Justin Tranter today. (Photo: Christopher Patey)
Justin Tranter today. (Photo: Christopher Patey)

Now that you've reached this level of success, do you have any future plans to write more political songs or songs that address these issues?

Yeah, I’m working with a couple of young artists; one of them doesn't even have music out yet. She and I are speaking very politically in the songs that we’re putting together for her album. Because you know, it's going to take 16-year-olds to have the f***ing guts to do this. In a lot of stuff that I've done with Bea Miller, we are speaking politically; even if it's just a couple of lines here and there, we're still doing the damn thing. A lot of that stuff that I'm in the process of developing is very political, including a TV project that is about my life as a teenager in the ‘90s, using the parallel of the homophobia and femmephobia that I experienced then and how that is all happening again — but this time, it's coming from the highest offices.

What are your biggest sociopolitical concerns right now?

I'm actually very hopeful right now. I'm hopeful for many reasons. I'm hopeful because of Lil Nas. I'm hopeful because of Sam Smith. I'm hopeful because a lot of corporations and entertainment companies are really stepping up to the plate to make sure that diverse stories are being told. There's still a lot more to do, and a lot more diversity needs to exist in every part of entertainment, but people are trying to step up, and that makes me hopeful. The whistleblower makes me hopeful. Young kids that I work with make me hopeful. But I think there's a lot of joy coming, a lot of light coming, but the fight to get there might be the hardest thing that I have ever seen.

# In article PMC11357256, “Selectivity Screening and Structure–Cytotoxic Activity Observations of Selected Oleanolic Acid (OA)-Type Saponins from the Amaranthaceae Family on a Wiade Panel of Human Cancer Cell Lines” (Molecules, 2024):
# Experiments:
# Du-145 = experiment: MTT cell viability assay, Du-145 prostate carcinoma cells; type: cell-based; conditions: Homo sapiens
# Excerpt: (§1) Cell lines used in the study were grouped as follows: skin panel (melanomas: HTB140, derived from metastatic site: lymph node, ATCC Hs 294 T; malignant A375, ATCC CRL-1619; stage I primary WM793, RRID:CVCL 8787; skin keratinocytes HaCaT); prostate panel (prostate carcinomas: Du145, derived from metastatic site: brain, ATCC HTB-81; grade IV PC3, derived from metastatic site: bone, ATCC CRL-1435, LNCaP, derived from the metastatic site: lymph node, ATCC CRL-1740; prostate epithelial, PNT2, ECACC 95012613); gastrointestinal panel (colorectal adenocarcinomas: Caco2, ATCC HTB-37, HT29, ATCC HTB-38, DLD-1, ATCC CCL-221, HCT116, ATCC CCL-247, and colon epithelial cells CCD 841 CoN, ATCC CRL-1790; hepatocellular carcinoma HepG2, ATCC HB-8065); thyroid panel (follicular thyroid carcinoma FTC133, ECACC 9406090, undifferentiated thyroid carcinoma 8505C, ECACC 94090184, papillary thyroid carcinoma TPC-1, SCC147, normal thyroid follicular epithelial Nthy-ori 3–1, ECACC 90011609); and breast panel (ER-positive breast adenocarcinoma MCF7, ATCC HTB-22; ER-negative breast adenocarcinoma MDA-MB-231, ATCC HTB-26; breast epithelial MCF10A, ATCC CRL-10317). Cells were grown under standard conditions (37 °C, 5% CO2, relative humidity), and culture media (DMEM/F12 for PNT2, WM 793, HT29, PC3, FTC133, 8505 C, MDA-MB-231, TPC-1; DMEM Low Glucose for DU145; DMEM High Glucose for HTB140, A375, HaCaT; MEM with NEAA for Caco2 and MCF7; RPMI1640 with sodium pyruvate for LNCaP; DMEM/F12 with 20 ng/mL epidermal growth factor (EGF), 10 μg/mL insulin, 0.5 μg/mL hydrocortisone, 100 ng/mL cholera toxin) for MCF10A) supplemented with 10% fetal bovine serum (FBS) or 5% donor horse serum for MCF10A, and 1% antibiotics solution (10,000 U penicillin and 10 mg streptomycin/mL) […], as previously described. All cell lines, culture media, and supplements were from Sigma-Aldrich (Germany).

The fight that we are about to have might be the hardest thing ever. So I'm concerned with the vote that's happening in the Supreme Court on to decide if LGBTQ people can be fired simply for being LGBTQ. The fact that that's even going up to the Supreme Court is terrifying. That the case got that far makes me terrified. But I'm ready to fight it if the decision goes the wrong way. I'm terrified by the violence and the lies that Trump and his team spread and are inciting — the violence they're inciting is scary, and I think it could get scarier, especially with his impeachment coming — but I'm ready for the f***ing fight. And I know a lot of other amazing people are too.

What do you say to people who think that musical artists, and celebrities in general, should just “shut up and sing" and stay out of politics?

Well, most people who say that are people who voted for a f***ing game show host. You voted for a game show host, so you no longer can complain about celebrities having political opinions, because your president is a television game show host! At least artists [who often spout political opinions] like Lady Gaga and John Legend are writers, thinkers, performers, who perfected their crafts for years and years and years. Now, there are some great game show hosts out there, but I don't think you can go to college to be a f***ing game show host. So if you don't want to hear artists’ political point of views, then why did you vote for a game show host? That's one point.

And then two, to any artists out there who's afraid of being political: If the dream was just to write songs and have people hear them and you don't want to get involved, that's fine… except when people’s basic human rights are being violated. LGBTQ people are at threat of losing their jobs. Families are being separated at the border. Black people are being killed by the police. If you have any sort of platform and you are not going to speak up about these issues, that's disrespectful. That is irresponsible. In a time that we're living in now, if you're not speaking out against this, you are speaking for it.